Nicholas Nicosia, the dentist at the center of a controversial party, has become the subject of intense scrutiny and debate. Recently, Nicosia took legal action against attorney Nathan McMurray and Monroe County Legislator Rachel Barnhart, accusing them of defaming him and causing significant harm to his dental practice and family.
Nicosia vehemently denies the allegations against him, asserting that the party he hosted last July was not intended to mock black Americans or belittle the significance of the Juneteenth holiday. He argues that the presence of Kentucky Fried Chicken and other food items had no racial connotations. Furthermore, Nicosia's lawsuit emphasizes that the event did not sexualize Rachel Barnhart or display any signs that could be misconstrued as offensive.
According to the reports, Nicosia claims that the false allegations and subsequent media attention have irreparably damaged his dental practice and taken a toll on his family's well-being. He revealed that he even received an anonymous letter suggesting he should take his own life, highlighting the severe emotional distress caused by this case. The destruction of his professional reputation and the potential loss of livelihood are significant consequences that Nicosia and his family have had to endure.
The Democrat & Chronicle reported Nicholas Nicosia accused McMurray and Barnhart of seeking to "promote their careers by ginning up hate crime hoaxes, regardless of the damage done, not only, in this case, to Nicosia but to race relations in municipalities such as Rochester."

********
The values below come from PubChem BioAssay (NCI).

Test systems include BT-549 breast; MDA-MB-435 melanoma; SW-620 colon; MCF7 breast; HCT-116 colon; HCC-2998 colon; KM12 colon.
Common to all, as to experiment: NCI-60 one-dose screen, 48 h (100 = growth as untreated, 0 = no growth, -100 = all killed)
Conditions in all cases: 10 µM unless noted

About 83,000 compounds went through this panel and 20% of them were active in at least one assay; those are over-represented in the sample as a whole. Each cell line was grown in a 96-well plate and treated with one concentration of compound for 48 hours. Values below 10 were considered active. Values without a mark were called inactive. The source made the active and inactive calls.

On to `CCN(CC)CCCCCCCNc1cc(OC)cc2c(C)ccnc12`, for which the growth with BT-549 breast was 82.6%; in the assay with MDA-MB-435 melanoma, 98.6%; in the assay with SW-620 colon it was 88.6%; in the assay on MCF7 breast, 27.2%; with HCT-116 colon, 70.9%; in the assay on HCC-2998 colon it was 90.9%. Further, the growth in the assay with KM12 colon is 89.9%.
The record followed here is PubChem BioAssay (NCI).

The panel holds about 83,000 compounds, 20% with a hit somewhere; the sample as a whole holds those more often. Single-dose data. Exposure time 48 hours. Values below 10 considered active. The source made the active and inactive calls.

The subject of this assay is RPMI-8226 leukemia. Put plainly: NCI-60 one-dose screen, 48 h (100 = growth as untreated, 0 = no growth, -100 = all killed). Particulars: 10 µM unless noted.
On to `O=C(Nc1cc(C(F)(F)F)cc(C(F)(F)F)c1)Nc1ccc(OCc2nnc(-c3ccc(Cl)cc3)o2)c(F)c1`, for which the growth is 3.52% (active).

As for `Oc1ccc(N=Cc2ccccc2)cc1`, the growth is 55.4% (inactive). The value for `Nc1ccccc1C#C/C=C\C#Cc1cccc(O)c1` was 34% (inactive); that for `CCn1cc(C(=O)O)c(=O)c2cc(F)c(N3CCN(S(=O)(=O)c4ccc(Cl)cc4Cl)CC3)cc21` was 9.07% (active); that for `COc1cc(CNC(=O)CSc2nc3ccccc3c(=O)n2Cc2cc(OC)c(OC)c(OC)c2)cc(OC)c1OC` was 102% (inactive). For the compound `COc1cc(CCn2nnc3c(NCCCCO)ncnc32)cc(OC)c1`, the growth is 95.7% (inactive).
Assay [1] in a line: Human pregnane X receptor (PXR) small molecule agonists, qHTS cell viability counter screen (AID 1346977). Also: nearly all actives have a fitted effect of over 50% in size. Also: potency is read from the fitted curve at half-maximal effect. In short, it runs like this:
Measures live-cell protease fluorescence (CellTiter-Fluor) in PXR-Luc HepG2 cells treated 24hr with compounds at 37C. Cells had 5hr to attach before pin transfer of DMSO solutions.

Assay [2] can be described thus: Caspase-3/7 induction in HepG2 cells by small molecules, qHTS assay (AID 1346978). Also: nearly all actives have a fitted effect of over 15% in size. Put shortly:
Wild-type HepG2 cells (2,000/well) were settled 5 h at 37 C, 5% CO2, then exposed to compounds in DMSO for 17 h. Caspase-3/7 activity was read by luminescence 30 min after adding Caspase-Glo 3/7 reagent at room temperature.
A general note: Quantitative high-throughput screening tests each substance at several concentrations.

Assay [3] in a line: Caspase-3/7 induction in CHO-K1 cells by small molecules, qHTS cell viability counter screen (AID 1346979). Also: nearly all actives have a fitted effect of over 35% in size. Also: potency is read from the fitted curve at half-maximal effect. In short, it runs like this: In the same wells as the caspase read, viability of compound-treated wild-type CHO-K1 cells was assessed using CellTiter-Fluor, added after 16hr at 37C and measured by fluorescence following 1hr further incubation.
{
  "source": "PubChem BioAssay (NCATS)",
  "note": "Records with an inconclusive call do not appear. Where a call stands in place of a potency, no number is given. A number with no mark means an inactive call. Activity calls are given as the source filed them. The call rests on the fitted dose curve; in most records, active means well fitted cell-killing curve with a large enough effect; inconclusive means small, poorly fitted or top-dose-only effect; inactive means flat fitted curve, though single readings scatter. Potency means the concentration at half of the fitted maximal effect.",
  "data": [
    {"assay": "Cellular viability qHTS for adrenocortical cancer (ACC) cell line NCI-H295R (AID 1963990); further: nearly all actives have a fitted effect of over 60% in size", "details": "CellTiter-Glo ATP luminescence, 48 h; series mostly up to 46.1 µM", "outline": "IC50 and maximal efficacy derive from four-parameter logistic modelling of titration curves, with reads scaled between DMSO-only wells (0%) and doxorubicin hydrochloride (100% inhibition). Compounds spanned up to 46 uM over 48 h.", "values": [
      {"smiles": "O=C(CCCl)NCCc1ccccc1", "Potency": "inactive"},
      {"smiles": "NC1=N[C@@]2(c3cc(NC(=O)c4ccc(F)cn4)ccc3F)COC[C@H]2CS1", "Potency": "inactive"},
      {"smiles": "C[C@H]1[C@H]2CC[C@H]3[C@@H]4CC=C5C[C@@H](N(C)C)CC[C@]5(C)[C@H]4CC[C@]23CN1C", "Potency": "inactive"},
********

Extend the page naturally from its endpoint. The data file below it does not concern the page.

The allegations of racism are related to firefighter Jerrod Jones' lawsuit against the Rochester Fire Department. He alleged racial discrimination that extends beyond the party and dates back to his employment in 2007. Jones is seeking $5 million in compensation for emotional distress and damage to his reputation. Jones was allegedly coerced into attending the private party that mocked Juneteenth, a federal holiday commemorating the end of slavery in the United States.
In response to Jones' lawsuit, the Nicosias released a statement denying any racism and promising a full and comprehensive response. They assert their long-standing support for the diverse Rochester community and urge the public to consider the full story before passing judgment.
The Nicosias held a news conference in which Mrs. Mary Nicosia admitted to posting racist content on Twitter under a pseudonym.
The allegations and news conference sparked a wave of public outcry on social media platforms like Facebook. Many users expressed their concerns and called for accountability, hoping that the couple would face consequences for their actions. Some social media users believe the incident has tarnished the reputation of Nicolas and Mary, the medical community, and the city of Rochester.
While Nicosia maintains his innocence, the evidence against the couple is overwhelming.
Barnhart and McMurray have not responded publicly to the lawsuit. However, they are required to answer the complaint of the plaintiff and to serve a copy of the answer on the plaintiff(s) at the address indicated in the filing within 20 days after the service of the Summons (not counting the day of service itself), or within 30 days after service is complete if the Summons is not delivered personally to you within the State of New York. If they fail to answer, a judgment will be entered against them by default for the relief demanded in the complaint, according to the lawsuit.